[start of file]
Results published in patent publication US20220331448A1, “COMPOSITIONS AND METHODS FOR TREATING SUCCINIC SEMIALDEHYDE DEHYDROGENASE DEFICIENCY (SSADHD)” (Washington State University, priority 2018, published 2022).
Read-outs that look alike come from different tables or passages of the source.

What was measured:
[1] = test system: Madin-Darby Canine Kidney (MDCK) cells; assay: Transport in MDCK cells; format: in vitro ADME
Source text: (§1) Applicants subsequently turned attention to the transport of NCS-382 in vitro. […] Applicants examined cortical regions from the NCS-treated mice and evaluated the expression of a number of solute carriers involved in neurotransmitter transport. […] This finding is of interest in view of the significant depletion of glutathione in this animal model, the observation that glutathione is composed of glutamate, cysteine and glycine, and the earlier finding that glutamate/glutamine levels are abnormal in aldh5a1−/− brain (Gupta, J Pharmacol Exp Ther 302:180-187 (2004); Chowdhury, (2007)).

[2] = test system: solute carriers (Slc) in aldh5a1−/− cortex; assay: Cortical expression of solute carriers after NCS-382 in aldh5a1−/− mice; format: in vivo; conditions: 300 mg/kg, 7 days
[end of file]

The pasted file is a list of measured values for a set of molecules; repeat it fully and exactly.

Results published in patent publication US20220331448A1, “COMPOSITIONS AND METHODS FOR TREATING SUCCINIC SEMIALDEHYDE DEHYDROGENASE DEFICIENCY (SSADHD)” (Washington State University, priority 2018, published 2022).
Read-outs that look alike come from different tables or passages of the source.

What was measured:
[1] = test system: Madin-Darby Canine Kidney (MDCK) cells; assay: Transport in MDCK cells; format: in vitro ADME
Source text: (§1) Applicants subsequently turned attention to the transport of NCS-382 in vitro. […] Applicants examined cortical regions from the NCS-treated mice and evaluated the expression of a number of solute carriers involved in neurotransmitter transport. […] This finding is of interest in view of the significant depletion of glutathione in this animal model, the observation that glutathione is composed of glutamate, cysteine and glycine, and the earlier finding that glutamate/glutamine levels are abnormal in aldh5a1−/− brain (Gupta, J Pharmacol Exp Ther 302:180-187 (2004); Chowdhury, (2007)).

[2] = test system: solute carriers (Slc) in aldh5a1−/− cortex; assay: Cortical expression of solute carriers after NCS-382 in aldh5a1−/− mice; format: in vivo; conditions: 300 mg/kg, 7 days